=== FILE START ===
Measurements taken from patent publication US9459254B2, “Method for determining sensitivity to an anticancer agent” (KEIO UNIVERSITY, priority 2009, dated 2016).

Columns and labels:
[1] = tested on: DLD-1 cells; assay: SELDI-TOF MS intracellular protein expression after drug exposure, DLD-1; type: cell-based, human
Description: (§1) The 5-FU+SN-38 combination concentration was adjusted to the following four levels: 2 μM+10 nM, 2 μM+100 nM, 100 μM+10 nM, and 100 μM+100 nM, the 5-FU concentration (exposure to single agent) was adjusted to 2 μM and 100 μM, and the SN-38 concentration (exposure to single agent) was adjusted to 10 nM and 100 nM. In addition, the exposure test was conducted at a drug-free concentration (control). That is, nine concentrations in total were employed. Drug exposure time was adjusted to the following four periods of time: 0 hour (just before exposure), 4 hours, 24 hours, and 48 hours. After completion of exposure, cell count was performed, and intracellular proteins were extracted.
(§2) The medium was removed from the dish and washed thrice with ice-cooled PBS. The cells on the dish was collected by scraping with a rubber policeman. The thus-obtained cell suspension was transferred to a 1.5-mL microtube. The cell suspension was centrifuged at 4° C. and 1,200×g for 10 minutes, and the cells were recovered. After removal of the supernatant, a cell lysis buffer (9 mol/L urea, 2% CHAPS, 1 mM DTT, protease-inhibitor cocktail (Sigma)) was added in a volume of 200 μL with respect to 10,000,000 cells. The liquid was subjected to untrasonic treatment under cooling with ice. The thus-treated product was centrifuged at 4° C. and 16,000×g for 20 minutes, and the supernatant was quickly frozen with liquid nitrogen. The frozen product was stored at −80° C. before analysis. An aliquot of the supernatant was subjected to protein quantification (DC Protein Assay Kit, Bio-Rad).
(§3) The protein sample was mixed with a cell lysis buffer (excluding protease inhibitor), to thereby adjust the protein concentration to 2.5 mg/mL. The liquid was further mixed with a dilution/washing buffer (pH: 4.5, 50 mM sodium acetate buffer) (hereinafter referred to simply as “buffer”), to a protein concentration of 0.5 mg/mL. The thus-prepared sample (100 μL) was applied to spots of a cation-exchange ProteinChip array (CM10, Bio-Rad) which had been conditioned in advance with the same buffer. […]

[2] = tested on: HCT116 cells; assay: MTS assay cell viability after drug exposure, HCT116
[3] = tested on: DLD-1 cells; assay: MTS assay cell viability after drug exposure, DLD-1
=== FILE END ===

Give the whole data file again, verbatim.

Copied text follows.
Measurements taken from patent publication US9459254B2, “Method for determining sensitivity to an anticancer agent” (KEIO UNIVERSITY, priority 2009, dated 2016).

Columns and labels:
[1] = tested on: DLD-1 cells; assay: SELDI-TOF MS intracellular protein expression after drug exposure, DLD-1; type: cell-based, human
Description: (§1) The 5-FU+SN-38 combination concentration was adjusted to the following four levels: 2 μM+10 nM, 2 μM+100 nM, 100 μM+10 nM, and 100 μM+100 nM, the 5-FU concentration (exposure to single agent) was adjusted to 2 μM and 100 μM, and the SN-38 concentration (exposure to single agent) was adjusted to 10 nM and 100 nM. In addition, the exposure test was conducted at a drug-free concentration (control). That is, nine concentrations in total were employed. Drug exposure time was adjusted to the following four periods of time: 0 hour (just before exposure), 4 hours, 24 hours, and 48 hours. After completion of exposure, cell count was performed, and intracellular proteins were extracted.
(§2) The medium was removed from the dish and washed thrice with ice-cooled PBS. The cells on the dish was collected by scraping with a rubber policeman. The thus-obtained cell suspension was transferred to a 1.5-mL microtube. The cell suspension was centrifuged at 4° C. and 1,200×g for 10 minutes, and the cells were recovered. After removal of the supernatant, a cell lysis buffer (9 mol/L urea, 2% CHAPS, 1 mM DTT, protease-inhibitor cocktail (Sigma)) was added in a volume of 200 μL with respect to 10,000,000 cells. The liquid was subjected to untrasonic treatment under cooling with ice. The thus-treated product was centrifuged at 4° C. and 16,000×g for 20 minutes, and the supernatant was quickly frozen with liquid nitrogen. The frozen product was stored at −80° C. before analysis. An aliquot of the supernatant was subjected to protein quantification (DC Protein Assay Kit, Bio-Rad).
(§3) The protein sample was mixed with a cell lysis buffer (excluding protease inhibitor), to thereby adjust the protein concentration to 2.5 mg/mL. The liquid was further mixed with a dilution/washing buffer (pH: 4.5, 50 mM sodium acetate buffer) (hereinafter referred to simply as “buffer”), to a protein concentration of 0.5 mg/mL. The thus-prepared sample (100 μL) was applied to spots of a cation-exchange ProteinChip array (CM10, Bio-Rad) which had been conditioned in advance with the same buffer. […]

[2] = tested on: HCT116 cells; assay: MTS assay cell viability after drug exposure, HCT116
[3] = tested on: DLD-1 cells; assay: MTS assay cell viability after drug exposure, DLD-1